I thought I would be embarrassed the other day. I was wheeling around downtown Berkeley and suddenly and inexplicably I started to cry and I was seriously considering being embarrassed, but Harry Potter’s cloak of invisibility has nothing on a wheelchair. I swear, it’s amazing how nobody notices you if you’re a person alone in a wheelchair. So I just relaxed and let myself cry. It was a nice feeling.
One of the things that makes me luckier than most people is that I have a shitty memory for certain things. Like today, I couldn’t get my jeans button unbuttoned, and I was alone and I didn’t know how I was going to get my pants off, and I was trying to remember if I was ever able to use my left hand to unbutton my jeans, like ever in my life. And I could not visualize unbuttoning my jeans one-handed. I don’t know if that means that people don’t unbutton their jeans left-handed, or if I’ve just forgotten how to do these things so thoroughly. There are all kinds of things that I’ve forgotten, as though I was never able to do them, and I think that’s really a lucky thing. I don’t spend a lot of time bemoaning things that I’ve lost. OK, I spend a little time, but not that much.
On another note: I’m not one to brag, but I can now wipe my own ass. Just saying.
Poor Moira was typing blogs for me. She is so genteel and I am…not. I showed her my business card which I ordered to replace the one that said : Carla Zilbersmith – Good Singer. It made me too sad to give that one out so I got some saying: Carla Zilbersmith - Dying Woman. Moira who is far subtler than I said, “It should say Carla Zilbersmith – Femme Fatale.” Of course it should. That’s better on so many levels.
Moira is from another era. She arrived here in a time machine and I can only imagine that she switched places with some hapless soul born in 1962 who is stuck in the early 1900s, wondering when Twitter will be invented, why no one but Jack the Ripper will fuck her and what people have against the terms “douche bag” and “cock block.” Meanwhile, Moira wanders around the newsroom of her paper, armed only with a parasol, exclaiming “oh my” (and I’m pretty sure I heard a “my word”) while she wonders why her colleagues call her “dainty.”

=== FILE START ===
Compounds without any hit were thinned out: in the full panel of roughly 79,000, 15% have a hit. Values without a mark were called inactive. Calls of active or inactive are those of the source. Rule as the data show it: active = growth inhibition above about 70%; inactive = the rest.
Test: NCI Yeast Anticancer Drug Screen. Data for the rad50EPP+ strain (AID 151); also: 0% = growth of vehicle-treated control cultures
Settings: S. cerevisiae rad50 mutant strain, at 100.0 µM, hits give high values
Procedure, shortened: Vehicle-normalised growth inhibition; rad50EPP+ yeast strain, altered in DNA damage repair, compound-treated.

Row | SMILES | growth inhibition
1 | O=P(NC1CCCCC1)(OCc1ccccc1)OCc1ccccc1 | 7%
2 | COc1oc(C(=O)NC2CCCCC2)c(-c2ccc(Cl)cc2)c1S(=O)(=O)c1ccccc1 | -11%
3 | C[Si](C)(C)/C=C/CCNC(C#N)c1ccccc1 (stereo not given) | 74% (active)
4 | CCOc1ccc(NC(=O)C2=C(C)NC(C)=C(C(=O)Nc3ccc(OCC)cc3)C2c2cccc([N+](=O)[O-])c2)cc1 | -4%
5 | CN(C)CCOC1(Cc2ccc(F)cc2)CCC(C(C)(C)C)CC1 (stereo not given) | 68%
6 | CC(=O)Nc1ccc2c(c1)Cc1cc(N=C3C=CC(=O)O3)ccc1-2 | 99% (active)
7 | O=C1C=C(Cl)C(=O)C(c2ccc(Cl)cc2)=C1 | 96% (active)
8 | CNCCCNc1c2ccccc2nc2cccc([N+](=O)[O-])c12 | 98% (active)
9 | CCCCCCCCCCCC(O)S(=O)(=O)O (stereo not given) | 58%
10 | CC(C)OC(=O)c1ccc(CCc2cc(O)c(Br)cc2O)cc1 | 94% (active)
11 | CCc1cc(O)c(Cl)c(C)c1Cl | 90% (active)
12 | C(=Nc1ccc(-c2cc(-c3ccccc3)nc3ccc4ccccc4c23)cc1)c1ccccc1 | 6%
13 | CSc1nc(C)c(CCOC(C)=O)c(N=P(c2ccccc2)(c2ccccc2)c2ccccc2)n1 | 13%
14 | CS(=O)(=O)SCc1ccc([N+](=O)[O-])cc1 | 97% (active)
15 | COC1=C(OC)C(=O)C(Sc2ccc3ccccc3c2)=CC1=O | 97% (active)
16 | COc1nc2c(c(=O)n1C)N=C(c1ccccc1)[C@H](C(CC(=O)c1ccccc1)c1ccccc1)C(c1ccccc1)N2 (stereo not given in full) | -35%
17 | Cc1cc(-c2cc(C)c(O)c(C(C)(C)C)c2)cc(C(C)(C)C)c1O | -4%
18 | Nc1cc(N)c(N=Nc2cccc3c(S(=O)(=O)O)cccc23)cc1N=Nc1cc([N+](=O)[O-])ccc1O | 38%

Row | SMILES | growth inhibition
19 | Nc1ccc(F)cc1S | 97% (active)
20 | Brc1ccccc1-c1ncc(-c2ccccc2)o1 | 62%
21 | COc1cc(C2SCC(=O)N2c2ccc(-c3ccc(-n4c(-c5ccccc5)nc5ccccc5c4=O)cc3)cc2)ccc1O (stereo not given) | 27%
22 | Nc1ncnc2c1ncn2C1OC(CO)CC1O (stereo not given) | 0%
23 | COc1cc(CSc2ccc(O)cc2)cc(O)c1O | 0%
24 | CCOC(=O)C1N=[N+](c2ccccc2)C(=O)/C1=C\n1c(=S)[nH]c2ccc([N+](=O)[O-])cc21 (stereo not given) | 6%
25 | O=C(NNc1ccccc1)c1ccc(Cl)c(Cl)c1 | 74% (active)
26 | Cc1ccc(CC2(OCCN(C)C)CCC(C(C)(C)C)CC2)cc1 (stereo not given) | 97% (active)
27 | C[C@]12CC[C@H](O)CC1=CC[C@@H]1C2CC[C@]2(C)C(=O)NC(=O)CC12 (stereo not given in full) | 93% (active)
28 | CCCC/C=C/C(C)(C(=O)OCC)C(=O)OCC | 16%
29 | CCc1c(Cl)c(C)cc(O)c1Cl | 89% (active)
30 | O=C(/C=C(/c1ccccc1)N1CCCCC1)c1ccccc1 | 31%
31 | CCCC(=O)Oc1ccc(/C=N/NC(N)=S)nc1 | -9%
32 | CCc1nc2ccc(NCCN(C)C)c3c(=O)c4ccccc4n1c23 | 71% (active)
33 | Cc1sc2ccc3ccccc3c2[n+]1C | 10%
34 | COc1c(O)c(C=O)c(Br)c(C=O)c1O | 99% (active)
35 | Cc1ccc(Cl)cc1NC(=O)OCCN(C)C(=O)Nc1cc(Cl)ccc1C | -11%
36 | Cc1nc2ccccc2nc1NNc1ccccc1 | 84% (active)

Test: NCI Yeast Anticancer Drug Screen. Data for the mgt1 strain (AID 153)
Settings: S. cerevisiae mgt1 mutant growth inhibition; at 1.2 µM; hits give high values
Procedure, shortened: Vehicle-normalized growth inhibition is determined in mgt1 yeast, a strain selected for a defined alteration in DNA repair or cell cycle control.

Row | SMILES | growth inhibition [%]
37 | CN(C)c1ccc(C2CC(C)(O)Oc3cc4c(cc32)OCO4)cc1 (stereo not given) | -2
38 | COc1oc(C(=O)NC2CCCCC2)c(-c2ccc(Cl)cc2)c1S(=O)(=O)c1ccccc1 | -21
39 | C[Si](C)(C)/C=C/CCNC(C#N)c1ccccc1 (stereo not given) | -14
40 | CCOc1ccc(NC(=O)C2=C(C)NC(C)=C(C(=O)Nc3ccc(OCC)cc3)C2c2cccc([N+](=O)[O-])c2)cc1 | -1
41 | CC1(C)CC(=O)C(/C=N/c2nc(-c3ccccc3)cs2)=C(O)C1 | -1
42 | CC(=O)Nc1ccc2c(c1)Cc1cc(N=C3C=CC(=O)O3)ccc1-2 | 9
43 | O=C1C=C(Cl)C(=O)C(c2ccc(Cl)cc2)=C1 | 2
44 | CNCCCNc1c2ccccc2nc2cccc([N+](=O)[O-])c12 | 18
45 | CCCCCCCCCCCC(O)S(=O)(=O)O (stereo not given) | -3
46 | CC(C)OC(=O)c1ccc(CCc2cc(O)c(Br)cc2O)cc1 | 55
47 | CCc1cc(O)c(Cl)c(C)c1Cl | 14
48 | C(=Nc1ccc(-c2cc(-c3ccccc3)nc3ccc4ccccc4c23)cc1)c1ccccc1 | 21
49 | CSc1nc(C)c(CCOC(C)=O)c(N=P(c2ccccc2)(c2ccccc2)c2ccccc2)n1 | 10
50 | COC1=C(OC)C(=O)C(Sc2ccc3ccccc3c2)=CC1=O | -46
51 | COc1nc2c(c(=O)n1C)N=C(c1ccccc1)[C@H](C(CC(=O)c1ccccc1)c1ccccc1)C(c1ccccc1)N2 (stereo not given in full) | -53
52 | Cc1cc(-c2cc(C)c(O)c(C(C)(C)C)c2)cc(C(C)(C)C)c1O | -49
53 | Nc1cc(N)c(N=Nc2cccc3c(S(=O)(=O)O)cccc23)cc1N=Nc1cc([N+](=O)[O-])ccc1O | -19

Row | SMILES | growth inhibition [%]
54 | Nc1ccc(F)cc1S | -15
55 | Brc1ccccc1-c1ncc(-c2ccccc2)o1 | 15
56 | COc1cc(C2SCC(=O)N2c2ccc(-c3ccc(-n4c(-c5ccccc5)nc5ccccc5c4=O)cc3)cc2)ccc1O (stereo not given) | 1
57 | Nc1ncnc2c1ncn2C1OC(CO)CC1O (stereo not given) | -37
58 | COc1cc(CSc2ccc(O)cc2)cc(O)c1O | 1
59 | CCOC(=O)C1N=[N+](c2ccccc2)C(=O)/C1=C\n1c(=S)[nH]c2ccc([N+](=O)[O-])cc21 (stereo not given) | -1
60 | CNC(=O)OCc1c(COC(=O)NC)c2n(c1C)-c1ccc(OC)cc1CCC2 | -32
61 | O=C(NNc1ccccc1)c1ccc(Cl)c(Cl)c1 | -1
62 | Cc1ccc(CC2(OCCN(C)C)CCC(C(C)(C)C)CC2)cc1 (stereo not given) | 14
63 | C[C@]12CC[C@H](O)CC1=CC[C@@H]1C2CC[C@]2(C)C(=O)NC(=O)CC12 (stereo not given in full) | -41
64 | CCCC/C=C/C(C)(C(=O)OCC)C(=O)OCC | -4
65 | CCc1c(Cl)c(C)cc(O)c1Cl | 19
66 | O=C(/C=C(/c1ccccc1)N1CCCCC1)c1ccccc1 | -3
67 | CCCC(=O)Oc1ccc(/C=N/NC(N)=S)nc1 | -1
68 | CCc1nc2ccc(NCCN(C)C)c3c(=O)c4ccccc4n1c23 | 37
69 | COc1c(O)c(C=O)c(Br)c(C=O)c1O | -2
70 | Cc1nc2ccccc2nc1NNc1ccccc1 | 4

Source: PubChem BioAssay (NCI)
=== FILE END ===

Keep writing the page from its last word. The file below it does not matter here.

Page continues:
I went to my friend Alison’s wedding last weekend, and she was a radiant and beautiful bride. Her hair looked great, her dress looked lovely, and I said a silent prayer of thanks to the gods that she heeded my advice and gotten a good bra, because it really made all the difference in the world to the dress. She has some big, beautiful girls and they deserve to be treated right! Her now-husband’s quiet, tender devotion to Alison made me cry. It was really lovely. [If you're reading this blog a second time, I have deleted an amusing story, in deference to a dear friend of mine. I don't regret telling the story, because that's what I do, but my friendship with this lovely woman is more important.]
Unfortunately I wasn’t able to handle staying for the wedding reception. I marvel at the fact that I, former wild woman/extrovert/party animal/big crowd lover, am almost paralyzed with anxiety when I’m in a big crowd. It becomes almost impossible to breathe. I start shaking. It’s crazy. But that’s how it is. And I have not got a bad enough memory to remember being the person that reveled in parties.
I was telling Barbara today that words have defined me -- either the written word or the spoken word -- for my entire life, and words are slowly being taken away from me. First I couldn’t act out words, then I couldn’t sing them. It’s harder and harder to type them, and late in the afternoon, difficult for people to understand me when I speak them. But I can still listen to them. And I’m hoping that I can reshape the way that I’m friends with people, so that they can feel comfortable just offering me their words or reading the words of others to me and not feel weird if I don’t reciprocate. Maybe I’ve talked so much in my lifetime that I used up all my words. (Moira, who is typing this, just said to me, “You don’t talk as much as some people.” Which could be interpreted as “You don’t smell as bad as some people.” OK. I concede that while I don’t hold the land speed record for talking, I love to talk. A whole fucking lot.)
I wonder if the reason I was crying as I wheeled around Berkeley was that I saw all the college students and I saw all the school supplies being sold, and I was reminded that Mac will be leaving soon. I fucking adore him. I know every parent goes through this, or, you know, most parents go through this (some parents probably wish they could go through this when their 40-year-old kids don’t move out, you know who you are, 40 yr old slacker.). But this feels a little more permanent. Mac and I will have our occasional weekends together and maybe a summer together, but not enough.
At least I will have left him lots and lots of words.